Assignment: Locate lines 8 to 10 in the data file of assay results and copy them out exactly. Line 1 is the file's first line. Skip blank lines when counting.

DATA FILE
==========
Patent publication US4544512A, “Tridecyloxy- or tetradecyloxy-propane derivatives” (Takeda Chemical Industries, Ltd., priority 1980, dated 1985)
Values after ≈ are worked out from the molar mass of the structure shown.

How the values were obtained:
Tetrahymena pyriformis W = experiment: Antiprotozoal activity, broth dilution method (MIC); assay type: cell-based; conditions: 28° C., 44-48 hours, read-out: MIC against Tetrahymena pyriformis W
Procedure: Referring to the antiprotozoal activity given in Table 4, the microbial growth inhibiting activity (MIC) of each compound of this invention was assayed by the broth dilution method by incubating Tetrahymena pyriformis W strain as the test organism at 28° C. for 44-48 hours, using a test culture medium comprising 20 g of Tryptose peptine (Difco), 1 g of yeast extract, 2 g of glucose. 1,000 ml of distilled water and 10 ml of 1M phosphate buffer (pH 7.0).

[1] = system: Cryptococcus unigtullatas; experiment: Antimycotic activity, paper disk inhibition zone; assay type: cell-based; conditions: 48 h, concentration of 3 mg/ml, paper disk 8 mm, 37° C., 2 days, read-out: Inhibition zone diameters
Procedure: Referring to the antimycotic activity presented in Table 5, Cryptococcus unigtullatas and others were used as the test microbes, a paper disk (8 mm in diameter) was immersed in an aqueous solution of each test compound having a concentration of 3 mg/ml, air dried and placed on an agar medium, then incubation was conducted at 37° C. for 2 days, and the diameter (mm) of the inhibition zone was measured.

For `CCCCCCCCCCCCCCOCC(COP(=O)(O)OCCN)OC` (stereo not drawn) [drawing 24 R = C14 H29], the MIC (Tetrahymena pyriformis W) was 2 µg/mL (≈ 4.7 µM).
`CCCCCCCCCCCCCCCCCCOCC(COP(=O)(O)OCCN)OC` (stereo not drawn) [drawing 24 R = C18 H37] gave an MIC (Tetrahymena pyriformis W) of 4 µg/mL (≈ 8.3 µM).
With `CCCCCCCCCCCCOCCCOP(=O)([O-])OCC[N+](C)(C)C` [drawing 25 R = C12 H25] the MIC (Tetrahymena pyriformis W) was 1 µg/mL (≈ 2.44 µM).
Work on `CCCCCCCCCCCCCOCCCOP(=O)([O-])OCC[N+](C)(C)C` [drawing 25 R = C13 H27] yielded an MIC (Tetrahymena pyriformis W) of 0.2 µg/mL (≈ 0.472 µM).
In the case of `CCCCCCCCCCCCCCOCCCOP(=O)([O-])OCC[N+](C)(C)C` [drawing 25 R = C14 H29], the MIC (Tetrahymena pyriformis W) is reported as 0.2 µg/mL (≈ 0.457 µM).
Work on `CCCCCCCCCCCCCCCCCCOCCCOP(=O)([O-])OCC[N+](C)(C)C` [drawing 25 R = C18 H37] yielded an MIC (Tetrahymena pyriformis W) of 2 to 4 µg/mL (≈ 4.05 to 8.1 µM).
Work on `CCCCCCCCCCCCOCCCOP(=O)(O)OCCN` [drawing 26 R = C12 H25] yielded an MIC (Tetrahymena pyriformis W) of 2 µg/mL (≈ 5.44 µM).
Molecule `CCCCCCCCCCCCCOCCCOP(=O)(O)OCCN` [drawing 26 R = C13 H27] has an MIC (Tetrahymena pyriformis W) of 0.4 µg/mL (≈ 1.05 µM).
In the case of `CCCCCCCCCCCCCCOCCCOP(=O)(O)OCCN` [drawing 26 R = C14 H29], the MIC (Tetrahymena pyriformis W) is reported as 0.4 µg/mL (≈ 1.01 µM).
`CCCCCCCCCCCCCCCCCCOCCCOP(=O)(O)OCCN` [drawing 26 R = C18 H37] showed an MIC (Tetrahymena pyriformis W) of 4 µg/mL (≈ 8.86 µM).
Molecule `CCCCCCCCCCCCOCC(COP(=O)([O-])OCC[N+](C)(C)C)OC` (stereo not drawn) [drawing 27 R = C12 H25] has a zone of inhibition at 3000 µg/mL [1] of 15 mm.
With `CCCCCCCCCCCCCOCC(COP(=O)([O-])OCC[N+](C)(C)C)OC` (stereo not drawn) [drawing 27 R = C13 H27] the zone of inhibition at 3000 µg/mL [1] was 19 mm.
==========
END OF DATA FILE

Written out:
For `CCCCCCCCCCCCCCOCC(COP(=O)(O)OCCN)OC` (stereo not drawn) [drawing 24 R = C14 H29], the MIC (Tetrahymena pyriformis W) was 2 µg/mL (≈ 4.7 µM).
`CCCCCCCCCCCCCCCCCCOCC(COP(=O)(O)OCCN)OC` (stereo not drawn) [drawing 24 R = C18 H37] gave an MIC (Tetrahymena pyriformis W) of 4 µg/mL (≈ 8.3 µM).
With `CCCCCCCCCCCCOCCCOP(=O)([O-])OCC[N+](C)(C)C` [drawing 25 R = C12 H25] the MIC (Tetrahymena pyriformis W) was 1 µg/mL (≈ 2.44 µM).